Unlike San Francisco, with its iconic Golden Gate Bridge and San Francisco–Oakland Bay Bridge, our city of Los Angeles isn’t traditionally associated with the bridges connecting its neighborhoods. Yet historically speaking, LA’s bridges have always played a vital role in connecting both communities and resources, as well as contributing to the beautification of the city. Within the 1900s flourished a philosophy known as the “City Beautiful Movement”, an ideology preaching progressive reform in urban city development, a direct response to the diminishing quality of life in overpopulated cities. The movement professed an improvement in urban planning and development wasn’t just desired, but necessary for the health of any modern city. An example was Frederick Law Olmsted’s vision of a greater Los Angeles connected by a network of greenways and park systems, all focused upon creating a more beautiful and livable city.

Frederick Law Olmstead, alongside Harland Bartholemew and Charles Henry Cheney drew up this "Major Traffic Street Plan” map in hopes of infusing an aesthetic component to the functional necessity of traffic infrastructure.

Frederick Law Olmstead, alongside Harland Bartholemew and Charles Henry Cheney drew up this “Major Traffic Street Plan” map in hopes of infusing an aesthetic component to the functional necessity of traffic infrastructure.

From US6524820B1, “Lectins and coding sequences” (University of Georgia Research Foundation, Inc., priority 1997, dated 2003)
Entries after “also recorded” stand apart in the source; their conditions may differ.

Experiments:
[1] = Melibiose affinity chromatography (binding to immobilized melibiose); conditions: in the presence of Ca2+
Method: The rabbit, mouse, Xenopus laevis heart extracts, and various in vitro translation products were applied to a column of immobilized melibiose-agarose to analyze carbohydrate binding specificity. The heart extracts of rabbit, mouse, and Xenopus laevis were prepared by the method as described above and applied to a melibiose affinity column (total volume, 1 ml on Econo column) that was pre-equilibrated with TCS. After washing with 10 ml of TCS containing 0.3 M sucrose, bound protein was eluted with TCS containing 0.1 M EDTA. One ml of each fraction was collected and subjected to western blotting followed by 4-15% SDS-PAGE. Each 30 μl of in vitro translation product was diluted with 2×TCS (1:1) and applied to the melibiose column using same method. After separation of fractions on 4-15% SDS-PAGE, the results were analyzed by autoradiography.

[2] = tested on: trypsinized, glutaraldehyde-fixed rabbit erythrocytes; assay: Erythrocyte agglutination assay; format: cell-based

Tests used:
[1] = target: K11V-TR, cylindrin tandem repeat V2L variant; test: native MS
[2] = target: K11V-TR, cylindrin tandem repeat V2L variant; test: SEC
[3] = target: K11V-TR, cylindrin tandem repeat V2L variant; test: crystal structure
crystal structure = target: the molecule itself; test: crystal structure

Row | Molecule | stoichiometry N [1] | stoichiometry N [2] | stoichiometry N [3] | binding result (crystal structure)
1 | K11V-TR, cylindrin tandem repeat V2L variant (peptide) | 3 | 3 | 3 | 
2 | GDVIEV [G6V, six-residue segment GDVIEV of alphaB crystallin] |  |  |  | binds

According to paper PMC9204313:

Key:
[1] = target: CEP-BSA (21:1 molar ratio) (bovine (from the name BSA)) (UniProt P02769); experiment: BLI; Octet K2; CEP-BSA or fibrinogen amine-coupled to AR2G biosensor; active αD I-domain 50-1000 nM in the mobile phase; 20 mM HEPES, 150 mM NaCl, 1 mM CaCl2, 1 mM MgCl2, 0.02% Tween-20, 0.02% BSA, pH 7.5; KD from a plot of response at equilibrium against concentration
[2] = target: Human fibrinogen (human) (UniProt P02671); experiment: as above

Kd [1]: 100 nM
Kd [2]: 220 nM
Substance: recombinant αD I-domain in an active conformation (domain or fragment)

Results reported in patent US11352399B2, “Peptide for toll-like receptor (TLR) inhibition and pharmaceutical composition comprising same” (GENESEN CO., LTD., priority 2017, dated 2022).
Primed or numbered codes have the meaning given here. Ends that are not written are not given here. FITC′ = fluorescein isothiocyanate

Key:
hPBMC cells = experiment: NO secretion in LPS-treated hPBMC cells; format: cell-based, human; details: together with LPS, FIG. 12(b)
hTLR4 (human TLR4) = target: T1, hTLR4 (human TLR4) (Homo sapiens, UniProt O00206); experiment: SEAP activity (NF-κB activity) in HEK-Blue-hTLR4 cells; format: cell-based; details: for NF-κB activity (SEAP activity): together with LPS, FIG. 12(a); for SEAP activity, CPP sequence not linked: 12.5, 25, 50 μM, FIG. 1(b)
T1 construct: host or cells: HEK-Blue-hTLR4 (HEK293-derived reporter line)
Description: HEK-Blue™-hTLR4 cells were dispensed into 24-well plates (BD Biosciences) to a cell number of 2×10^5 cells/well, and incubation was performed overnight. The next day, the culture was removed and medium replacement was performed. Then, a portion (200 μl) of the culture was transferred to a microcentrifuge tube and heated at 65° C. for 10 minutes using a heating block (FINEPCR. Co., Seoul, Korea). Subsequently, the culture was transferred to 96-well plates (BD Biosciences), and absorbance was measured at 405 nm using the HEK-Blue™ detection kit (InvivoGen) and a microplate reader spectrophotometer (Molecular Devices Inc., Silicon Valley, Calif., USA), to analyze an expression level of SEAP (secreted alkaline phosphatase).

Photos of the Sixth Street Viaduct a few years after opening in 1932 (left) and the Fourth Street Bridge (right). Photos: USC Libraries Special Collections and Los Angeles Times Photographic Archive, Special Collections, Young Research Library, UCLA.

Photos of the Sixth Street Viaduct a few years after opening in 1932 (left) and the Fourth Street Bridge (right). Photos: USC Libraries Special Collections and Los Angeles Times Photographic Archive, Special Collections, Young Research Library, UCLA.

Amongst these beautification projects, around the beginning of 1923, the city of Los Angeles approved a series of bonds that allowed for the construction of ten bridges (you can find a map of these historical bridges collected into a single Google Map). One of these bridges eventually became the Sixth Street Bridge, designed not only to span across the Los Angeles River, but also to add an element of iconic beauty to symbolize and celebrate the city of Los Angeles.  Designed with Art Deco detailing and industrial steel arches, the Sixth Street Bridge quickly took hold within the popular culture of Los Angeles, becoming a recognizable element of the city in relation to its largest waterway, the Los Angeles River and appearing as the backdrop in countless movies, television shows, and magazines photos.

Photo: Heejae Lee

Photo: Heejae Lee

So why are we saying goodbye to the Sixth Street Bridge as we’ve known and loved it for decades? The structural stress of time has affected the concrete bones of the bridge, requiring a new reinforced bridge design be erected, hopefully embodying the rich history of its previous iteration. This new Sixth Street Viaduct project is projected to be completed somewhere in late 2019. I look forward to seeing it during my commute with the idea it may again become a new symbol and iconic memory of Los Angeles for another generation.